Take Van entering the apartment with his daughter. He just sits there, on his MacBook Pro, not offering to help. He could’ve gotten the baby out of her arms, but he just sits there. She points this out, then proceeds to let him know that when she shares things about herself, he dismisses her. Earn in turn admits that he can be inconsiderate, apologizes for treating Van that way, and offers to take her to dinner to make up for it.
I can see exactly why Earn and Van are no longer an official couple, even though they share a deep intimacy that makes you want them to work out. Van may not be exactly where she wants to be, but as the mother of a young child, she’s working and doing what she needs to do to get ahead. Someone making do doesn’t always have time to deal with aimlessness, and as noted, lack of consideration. While in bed at one point, Van asks, “Why are you always turning me into the angry black woman?” He answers, “‘Cause you are.”
Van responds by calling him out on how he’s more or less a jobless black man lodged deep in a pool of laziness, and Earn owns the criticism, even joking that he enjoys his current life as a stereotype. It gave me pause because that’s the kind of shit I actively discuss with my friends, and in some cases, dates. What stereotype am I today? The angry black man? The bitchy gay dude? The country bumpkin? All of the above after that last drink? It doesn’t make me more sympathetic to Earn, but it does make me value Donald Glover’s vision for showing life I’ve yet to see in this manner onscreen.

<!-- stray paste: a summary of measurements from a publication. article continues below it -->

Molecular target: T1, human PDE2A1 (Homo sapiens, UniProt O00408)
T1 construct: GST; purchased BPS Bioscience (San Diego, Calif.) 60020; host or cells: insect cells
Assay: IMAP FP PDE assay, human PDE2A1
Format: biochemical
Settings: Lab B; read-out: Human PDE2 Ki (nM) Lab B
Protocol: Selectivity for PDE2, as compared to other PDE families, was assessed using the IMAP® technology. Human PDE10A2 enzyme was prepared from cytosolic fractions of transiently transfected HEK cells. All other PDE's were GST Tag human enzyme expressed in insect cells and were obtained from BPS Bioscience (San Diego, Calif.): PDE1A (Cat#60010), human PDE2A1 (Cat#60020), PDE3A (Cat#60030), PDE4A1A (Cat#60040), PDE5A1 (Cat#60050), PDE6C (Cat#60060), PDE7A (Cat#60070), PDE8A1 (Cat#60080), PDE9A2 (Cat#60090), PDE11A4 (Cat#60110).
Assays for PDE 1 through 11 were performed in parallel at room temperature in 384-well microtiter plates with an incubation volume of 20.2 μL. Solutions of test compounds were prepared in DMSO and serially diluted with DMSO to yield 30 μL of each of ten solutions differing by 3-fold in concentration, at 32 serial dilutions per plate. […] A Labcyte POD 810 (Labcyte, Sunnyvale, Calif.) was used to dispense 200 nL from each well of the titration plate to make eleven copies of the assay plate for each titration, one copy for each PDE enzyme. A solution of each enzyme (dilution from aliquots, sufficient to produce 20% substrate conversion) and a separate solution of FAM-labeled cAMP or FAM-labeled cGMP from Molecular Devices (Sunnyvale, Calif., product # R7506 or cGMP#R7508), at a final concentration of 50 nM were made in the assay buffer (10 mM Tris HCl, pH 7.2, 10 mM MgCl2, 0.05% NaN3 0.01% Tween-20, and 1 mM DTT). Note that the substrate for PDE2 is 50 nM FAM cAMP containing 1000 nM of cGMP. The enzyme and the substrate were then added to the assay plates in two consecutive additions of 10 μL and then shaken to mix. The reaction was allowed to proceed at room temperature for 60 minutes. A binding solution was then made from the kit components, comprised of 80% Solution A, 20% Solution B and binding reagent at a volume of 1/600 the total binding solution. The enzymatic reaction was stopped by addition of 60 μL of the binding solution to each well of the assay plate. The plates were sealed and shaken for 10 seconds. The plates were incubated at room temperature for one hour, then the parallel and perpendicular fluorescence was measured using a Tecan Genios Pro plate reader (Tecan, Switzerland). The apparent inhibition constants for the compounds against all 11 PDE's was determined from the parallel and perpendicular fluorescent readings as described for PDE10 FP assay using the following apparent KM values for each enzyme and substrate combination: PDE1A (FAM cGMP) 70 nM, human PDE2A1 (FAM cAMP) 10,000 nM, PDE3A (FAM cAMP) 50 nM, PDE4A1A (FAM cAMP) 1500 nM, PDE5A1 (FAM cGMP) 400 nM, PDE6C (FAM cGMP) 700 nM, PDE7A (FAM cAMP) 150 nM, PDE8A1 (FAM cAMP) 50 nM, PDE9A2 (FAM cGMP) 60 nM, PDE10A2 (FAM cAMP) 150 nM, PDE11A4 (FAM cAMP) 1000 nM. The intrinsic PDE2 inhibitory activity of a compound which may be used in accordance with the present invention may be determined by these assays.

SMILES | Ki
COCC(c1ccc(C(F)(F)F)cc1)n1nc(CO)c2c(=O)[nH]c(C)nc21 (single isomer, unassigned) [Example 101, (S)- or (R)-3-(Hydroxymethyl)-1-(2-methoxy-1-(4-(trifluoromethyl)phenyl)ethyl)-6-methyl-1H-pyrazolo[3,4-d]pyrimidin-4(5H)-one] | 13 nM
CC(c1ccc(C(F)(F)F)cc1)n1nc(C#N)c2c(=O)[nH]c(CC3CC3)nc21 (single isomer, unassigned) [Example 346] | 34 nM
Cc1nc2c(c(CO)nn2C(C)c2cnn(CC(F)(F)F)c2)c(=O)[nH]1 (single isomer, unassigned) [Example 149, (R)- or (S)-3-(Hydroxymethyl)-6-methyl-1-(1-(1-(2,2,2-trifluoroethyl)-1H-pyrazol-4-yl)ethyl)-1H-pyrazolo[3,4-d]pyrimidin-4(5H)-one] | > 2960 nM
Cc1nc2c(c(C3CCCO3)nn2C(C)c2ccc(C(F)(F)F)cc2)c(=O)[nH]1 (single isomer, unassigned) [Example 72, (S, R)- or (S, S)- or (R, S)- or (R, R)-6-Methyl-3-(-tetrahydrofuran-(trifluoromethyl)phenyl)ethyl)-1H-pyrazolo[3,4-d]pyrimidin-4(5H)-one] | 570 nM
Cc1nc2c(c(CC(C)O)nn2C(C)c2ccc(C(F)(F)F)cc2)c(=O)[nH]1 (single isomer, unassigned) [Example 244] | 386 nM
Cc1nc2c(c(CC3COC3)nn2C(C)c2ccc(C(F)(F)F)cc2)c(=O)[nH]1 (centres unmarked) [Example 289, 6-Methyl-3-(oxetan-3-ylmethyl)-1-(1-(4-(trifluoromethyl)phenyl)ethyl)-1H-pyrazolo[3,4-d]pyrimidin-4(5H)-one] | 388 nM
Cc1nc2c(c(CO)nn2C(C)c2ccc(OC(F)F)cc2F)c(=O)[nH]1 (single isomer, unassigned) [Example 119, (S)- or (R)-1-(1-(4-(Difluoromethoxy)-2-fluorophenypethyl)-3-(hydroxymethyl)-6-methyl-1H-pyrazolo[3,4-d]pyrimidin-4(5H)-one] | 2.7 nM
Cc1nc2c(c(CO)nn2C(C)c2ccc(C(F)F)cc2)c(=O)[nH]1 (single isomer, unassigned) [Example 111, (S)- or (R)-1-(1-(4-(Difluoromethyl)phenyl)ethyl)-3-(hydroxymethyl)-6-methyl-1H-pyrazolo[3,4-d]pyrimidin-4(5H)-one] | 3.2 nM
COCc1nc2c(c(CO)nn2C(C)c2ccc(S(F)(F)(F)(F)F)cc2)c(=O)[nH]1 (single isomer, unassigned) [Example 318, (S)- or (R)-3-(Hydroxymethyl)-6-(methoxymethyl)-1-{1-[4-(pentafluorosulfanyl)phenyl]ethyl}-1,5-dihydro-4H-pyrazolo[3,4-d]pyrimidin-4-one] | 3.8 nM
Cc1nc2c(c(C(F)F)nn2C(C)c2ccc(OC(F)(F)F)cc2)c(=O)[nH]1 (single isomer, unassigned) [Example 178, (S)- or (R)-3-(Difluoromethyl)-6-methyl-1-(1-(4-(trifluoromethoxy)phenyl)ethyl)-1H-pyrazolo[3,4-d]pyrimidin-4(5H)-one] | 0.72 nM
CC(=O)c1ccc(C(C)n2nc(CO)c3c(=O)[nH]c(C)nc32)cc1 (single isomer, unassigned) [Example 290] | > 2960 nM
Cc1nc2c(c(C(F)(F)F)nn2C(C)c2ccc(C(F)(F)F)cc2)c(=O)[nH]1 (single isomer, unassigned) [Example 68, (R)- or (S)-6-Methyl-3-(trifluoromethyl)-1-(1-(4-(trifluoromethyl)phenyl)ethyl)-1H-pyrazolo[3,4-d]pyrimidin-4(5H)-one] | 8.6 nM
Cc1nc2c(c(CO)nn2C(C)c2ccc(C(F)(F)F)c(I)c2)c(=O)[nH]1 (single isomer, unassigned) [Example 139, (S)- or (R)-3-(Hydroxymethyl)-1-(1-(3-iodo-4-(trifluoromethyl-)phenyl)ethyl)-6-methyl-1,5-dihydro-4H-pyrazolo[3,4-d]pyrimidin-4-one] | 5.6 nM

As for this dinner date, well, things get messy. Earn only got paid $96, and he’s left with $62 to take Van out. He calls a friend that recommends he take her to a happy-hour spot that has specials after 7 p.m. — a magical place indeed — except once they get there, that special has been axed.
Earn is now left staring at a menu that charges $28 for seafood soup. Making matters even worse, a very excited waitress suggests that the night is special for the not-couple, and starts recommending all kinds of thing he cannot afford. At one point, after Earn rushes to the bartender to ring up his order that includes a market-price item, the man says, “Wow, you broke as fuck my nigga.”